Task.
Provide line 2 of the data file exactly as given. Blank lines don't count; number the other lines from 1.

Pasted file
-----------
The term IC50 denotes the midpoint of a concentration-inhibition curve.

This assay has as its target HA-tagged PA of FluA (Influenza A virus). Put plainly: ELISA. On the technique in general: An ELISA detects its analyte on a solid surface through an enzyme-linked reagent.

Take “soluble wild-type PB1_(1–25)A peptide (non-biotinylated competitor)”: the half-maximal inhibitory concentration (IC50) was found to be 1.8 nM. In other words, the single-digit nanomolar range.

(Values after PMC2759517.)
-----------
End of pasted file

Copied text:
This assay has as its target HA-tagged PA of FluA (Influenza A virus). Put plainly: ELISA. On the technique in general: An ELISA detects its analyte on a solid surface through an enzyme-linked reagent.